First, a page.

This coming Sunday marks the 500th anniversary of a church that despite having thousands of people pass by, hardly any go inside.
This is St Margaret’s, and it sits right next to Westminster Abbey. In fact, it owes its existence, and later survival to a desire by the local parishioners to have a simpler church to worship in compared to the grand Westminster Abbey. The monks worshipping in the Abbey, at the time a proper monastery were being disturbed by the locals popping in for a service, so they built another church next to their Abbey to kick the parishioners outside and keep the Abbey for themselves.
Although there’s been a church here since the 12th century, the church that stands there today is not the original, but is still 500 years old itself – having been consecrated on 9th April 1523.
It’s said to have been the last church built in London that was decorated in the Catholic tradition, before the Protestant Reformation swept all that popery away.
It was nearly demolished shortly after being built, as Edward Seymour, 1st Duke of Somerset wanted stone for his nearby Somerset House, but was chased off by armed parishioners who preferred their church to his palace.
Although built for people living in the area, it became popular with 17th-century puritans who used it for Parliamentary services to escape the liturgy of the Abbey, and it’s been the parish church for the Palace of Westminster ever since.
The stone-clad exterior and tower date from partial rebuilding in the 1730s, and the interior was restored in the 1870s. It was also badly damaged during WWII.
Today it remains a parish church, under the authority of the Dean and Chapter of Westminster Abbey, and as a Royal Peculiar, it’s under the direct control of the King, not the Church of England. However, unlike the Abbey, it’s totally free to visit.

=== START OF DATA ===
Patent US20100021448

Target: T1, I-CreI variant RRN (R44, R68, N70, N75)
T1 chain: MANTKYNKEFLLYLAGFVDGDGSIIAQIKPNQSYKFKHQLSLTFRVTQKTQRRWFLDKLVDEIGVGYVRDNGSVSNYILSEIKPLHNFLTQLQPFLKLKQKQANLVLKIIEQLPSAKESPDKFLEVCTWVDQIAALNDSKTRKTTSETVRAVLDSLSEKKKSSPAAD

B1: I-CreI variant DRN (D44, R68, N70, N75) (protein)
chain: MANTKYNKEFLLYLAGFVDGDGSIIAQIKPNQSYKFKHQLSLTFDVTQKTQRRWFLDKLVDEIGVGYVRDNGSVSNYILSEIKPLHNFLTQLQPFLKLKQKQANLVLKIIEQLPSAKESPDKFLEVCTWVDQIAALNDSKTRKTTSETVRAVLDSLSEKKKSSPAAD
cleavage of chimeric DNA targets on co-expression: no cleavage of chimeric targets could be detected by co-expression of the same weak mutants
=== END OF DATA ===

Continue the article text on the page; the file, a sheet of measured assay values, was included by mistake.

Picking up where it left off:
You will need to look as if you’re going into the Abbey, go through their bag check and then when the staff ask if you have tickets to the Abbey let them know you’re visiting St Margarets — and then you find yourself walking across the usually empty paving to the church instead of joining the queue for the Abbey.
Insider, it’s a richly decorated church, with dark timber ceiling and pews contrasting with the plain stone columns that run down the church. Considering its age, you won’t be surprised to see that the walls are packed full of memorials, and considering its location in Westminster, many of them are rather grander than your average parish church.
Some are also still painted as they would have originally looked, reminding us that church walls would once have been a riot of colour instead of the plain whitewash we’re used to these days.
As the parish church for Parliament, there are a few bits of Parliamentary symbolism in here. From the sealed off pews at the front with two seats for Mr Speaker – presumably, in case he can’t decide which side to sit on, to the rich red doors at the back that marks the Parliamentarian’s private entrance to the church.
There’s also a naval crest next to the door that says SPEAKER, although reading the small brass plaque reveals that it’s the ship HMS Speaker, and not Mr Speaker.
Down near the altar on the right hand side is a small display case that’s worth taking a look at, as inside is an 18th-century copy of the Book of Common Prayer, with an unusual tale to tell. When the church was bombed during WWII, the blast, blew the book into a gutter outside, where it was picked up by a passerby. Over the decades it passed down the family, until 2016, when it was finally returned to the church it had been taken from some 70 years earlier.
As a church to visit, it’s a mix being clearly a parish church, albeit it with grander than normal memorials, and thanks to its political link over the road, is dotted with the Parliamentary portcullis.
It’s also both open to visit for free, but as it’s inside the Westminster Abbey estate, the casual passer by might not realise it’s even open, let alone that anyone can pop in for a look.
And finally, while it’s obvious when pointed out, but if you stand outside and look, I bet hardly anyone casually notices that the window at the eastern end of the church is not real – it’s painted on. It’s where the organ sits inside the church, so no window in the wall, but a blank wall would look odd here, so at some point, they painted a window onto it.
Do check the church’s website for closures if making a special trip though.